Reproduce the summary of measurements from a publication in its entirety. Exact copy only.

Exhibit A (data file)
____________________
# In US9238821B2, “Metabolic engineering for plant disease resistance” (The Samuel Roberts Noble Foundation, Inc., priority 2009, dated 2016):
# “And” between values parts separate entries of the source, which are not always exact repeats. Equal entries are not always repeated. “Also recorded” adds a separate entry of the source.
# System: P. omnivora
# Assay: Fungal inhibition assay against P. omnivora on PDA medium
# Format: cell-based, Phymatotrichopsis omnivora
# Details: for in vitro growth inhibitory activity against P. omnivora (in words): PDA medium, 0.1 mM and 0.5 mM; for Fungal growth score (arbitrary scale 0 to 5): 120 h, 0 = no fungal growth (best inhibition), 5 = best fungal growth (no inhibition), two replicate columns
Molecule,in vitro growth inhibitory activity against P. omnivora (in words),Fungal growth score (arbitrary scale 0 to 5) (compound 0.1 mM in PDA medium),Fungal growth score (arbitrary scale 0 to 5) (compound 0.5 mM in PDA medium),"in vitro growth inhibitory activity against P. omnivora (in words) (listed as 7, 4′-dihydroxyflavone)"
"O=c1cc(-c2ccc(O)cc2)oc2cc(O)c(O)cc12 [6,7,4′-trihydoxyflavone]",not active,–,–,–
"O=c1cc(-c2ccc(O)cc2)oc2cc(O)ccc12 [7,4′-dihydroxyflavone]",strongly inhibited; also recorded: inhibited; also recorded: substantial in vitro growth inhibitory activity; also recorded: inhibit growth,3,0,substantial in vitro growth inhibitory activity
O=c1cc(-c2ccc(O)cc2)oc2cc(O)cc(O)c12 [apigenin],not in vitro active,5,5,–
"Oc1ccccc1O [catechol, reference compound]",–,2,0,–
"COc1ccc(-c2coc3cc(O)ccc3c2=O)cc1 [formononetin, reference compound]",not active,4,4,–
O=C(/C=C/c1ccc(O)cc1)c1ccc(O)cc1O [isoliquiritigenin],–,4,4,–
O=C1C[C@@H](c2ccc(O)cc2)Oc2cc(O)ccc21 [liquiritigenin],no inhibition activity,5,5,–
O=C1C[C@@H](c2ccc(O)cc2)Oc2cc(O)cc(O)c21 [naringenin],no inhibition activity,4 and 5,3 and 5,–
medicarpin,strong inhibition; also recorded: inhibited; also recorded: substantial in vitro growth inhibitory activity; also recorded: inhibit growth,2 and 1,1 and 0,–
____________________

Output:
# In US9238821B2, “Metabolic engineering for plant disease resistance” (The Samuel Roberts Noble Foundation, Inc., priority 2009, dated 2016):
# “And” between values parts separate entries of the source, which are not always exact repeats. Equal entries are not always repeated. “Also recorded” adds a separate entry of the source.
# System: P. omnivora
# Assay: Fungal inhibition assay against P. omnivora on PDA medium
# Format: cell-based, Phymatotrichopsis omnivora
# Details: for in vitro growth inhibitory activity against P. omnivora (in words): PDA medium, 0.1 mM and 0.5 mM; for Fungal growth score (arbitrary scale 0 to 5): 120 h, 0 = no fungal growth (best inhibition), 5 = best fungal growth (no inhibition), two replicate columns
Molecule,in vitro growth inhibitory activity against P. omnivora (in words),Fungal growth score (arbitrary scale 0 to 5) (compound 0.1 mM in PDA medium),Fungal growth score (arbitrary scale 0 to 5) (compound 0.5 mM in PDA medium),"in vitro growth inhibitory activity against P. omnivora (in words) (listed as 7, 4′-dihydroxyflavone)"
"O=c1cc(-c2ccc(O)cc2)oc2cc(O)c(O)cc12 [6,7,4′-trihydoxyflavone]",not active,–,–,–
"O=c1cc(-c2ccc(O)cc2)oc2cc(O)ccc12 [7,4′-dihydroxyflavone]",strongly inhibited; also recorded: inhibited; also recorded: substantial in vitro growth inhibitory activity; also recorded: inhibit growth,3,0,substantial in vitro growth inhibitory activity
O=c1cc(-c2ccc(O)cc2)oc2cc(O)cc(O)c12 [apigenin],not in vitro active,5,5,–
"Oc1ccccc1O [catechol, reference compound]",–,2,0,–
"COc1ccc(-c2coc3cc(O)ccc3c2=O)cc1 [formononetin, reference compound]",not active,4,4,–
O=C(/C=C/c1ccc(O)cc1)c1ccc(O)cc1O [isoliquiritigenin],–,4,4,–
O=C1C[C@@H](c2ccc(O)cc2)Oc2cc(O)ccc21 [liquiritigenin],no inhibition activity,5,5,–
O=C1C[C@@H](c2ccc(O)cc2)Oc2cc(O)cc(O)c21 [naringenin],no inhibition activity,4 and 5,3 and 5,–
medicarpin,strong inhibition; also recorded: inhibited; also recorded: substantial in vitro growth inhibitory activity; also recorded: inhibit growth,2 and 1,1 and 0,–